The industrial revolution is, according to Danny Boyle (the man that designed the whole thing), is the most important… thing… in all of history, and Britain was the leader in it. Then, the two most important achievements of modern British society are the public healthcare system and children’s literature. As for the social media stuff, we were supposed to be watching a modern romance blossom- girl loses phone, boy finds phone, they meet, la la love.
As to why there was such an emphasis on British pop culture, I too was rather perplexed. The nature of Britain’s reach, perhaps, could have something to do with that, as well as the stereotypes, so to speak. By that, I mean there was a somewhat obligatory nod to Shakespeare, sure, but that gave way to modern British pop culture. Perhaps Boyle was trying to say Britain is tired of people of thinking of nothing but Shakespeare when people hear “England” or “Britain.” This begs the question, then, as to why some other very popular things from television and media didn’t even get a nod or cameo- why not have a Doctor or Sherlock make some sort of appearance? (Maybe this is more a testimony to the kind of people I hang out with, but I know for a fact that more of my friends and acquaintances would have recognized either of them over Mr. Bean.) My first guess would be for the same reason there was only a little Shakespeare, because there was an effort to get beyond that- but that gets shot down with all the Beatles stuff and the fact that McCartney friggin’ played. Unless Boyle wants to set music in its own category of popular culture.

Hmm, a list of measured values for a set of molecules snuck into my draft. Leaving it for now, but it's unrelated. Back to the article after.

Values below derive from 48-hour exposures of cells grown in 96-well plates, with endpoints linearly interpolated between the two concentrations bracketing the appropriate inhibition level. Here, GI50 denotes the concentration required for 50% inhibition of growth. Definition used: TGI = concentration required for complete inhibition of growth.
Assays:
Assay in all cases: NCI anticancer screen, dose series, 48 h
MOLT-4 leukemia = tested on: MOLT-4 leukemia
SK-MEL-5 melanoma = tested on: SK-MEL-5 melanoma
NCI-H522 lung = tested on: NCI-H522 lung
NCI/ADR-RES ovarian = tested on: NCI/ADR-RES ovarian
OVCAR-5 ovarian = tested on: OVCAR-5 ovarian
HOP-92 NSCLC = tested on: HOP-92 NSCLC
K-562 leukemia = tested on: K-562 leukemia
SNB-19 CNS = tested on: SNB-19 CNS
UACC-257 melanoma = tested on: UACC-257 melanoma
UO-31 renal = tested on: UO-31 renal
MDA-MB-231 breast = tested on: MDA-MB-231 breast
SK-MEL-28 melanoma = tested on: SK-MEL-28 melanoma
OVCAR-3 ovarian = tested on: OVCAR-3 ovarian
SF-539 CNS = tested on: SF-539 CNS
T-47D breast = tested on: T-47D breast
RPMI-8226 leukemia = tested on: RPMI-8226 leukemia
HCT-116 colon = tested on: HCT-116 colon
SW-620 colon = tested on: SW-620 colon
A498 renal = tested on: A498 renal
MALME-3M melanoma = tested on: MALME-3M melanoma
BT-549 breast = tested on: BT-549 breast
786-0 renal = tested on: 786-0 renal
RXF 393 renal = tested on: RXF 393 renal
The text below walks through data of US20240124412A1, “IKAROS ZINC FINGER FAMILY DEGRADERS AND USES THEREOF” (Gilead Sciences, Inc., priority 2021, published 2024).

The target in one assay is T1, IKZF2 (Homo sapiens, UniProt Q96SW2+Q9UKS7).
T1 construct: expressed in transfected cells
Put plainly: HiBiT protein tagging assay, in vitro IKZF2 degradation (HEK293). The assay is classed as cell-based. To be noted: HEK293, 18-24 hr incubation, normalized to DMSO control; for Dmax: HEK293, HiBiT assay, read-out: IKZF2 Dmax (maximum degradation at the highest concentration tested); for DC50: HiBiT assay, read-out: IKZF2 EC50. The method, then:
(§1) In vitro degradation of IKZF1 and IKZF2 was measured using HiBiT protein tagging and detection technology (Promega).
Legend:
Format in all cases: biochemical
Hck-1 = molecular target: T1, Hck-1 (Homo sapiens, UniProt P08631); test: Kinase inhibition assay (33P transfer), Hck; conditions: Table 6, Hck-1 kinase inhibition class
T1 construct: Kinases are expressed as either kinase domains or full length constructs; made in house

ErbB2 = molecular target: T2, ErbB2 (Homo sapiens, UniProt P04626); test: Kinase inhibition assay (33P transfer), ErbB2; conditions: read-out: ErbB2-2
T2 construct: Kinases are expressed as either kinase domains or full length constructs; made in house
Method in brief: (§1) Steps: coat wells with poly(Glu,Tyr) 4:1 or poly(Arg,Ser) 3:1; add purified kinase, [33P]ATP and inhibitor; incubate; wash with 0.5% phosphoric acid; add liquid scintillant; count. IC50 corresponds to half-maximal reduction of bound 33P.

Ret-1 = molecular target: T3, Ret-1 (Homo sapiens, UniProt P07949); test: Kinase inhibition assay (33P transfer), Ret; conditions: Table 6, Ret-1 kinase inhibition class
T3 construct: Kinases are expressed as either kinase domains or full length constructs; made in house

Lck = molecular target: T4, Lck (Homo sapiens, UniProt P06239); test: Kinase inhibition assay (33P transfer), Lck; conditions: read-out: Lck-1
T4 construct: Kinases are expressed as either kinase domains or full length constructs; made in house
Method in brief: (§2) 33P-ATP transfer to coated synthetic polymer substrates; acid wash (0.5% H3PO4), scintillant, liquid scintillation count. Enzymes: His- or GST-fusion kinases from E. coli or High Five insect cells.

Although a small thing: The depictions of Cruela DeVil and Mary Poppins were totally images from the Disney films, and Disney is an American company. And during the clips of “Bohemian Rhapsody, a clip from the famous headbanging scene from <i>Wayne’s World</i>, another American movie, was on the screen.July 29, 2012 at 10:20 pm #25743
“PS- This is a question for the British overthinkers. Why does the UK compete under the name Great Britain? I thought GB referred specifically to the island, while the actual sovereign nation is the United Kingdom of Great Britain and Northern Ireland, even though they often get used interchangeably. Are there no Northern Irish on the British team? It’s a bad analogy, but I’d get pissed off if I was from Hawaii and the U.S. competed as “the Continental United States” or something like that.”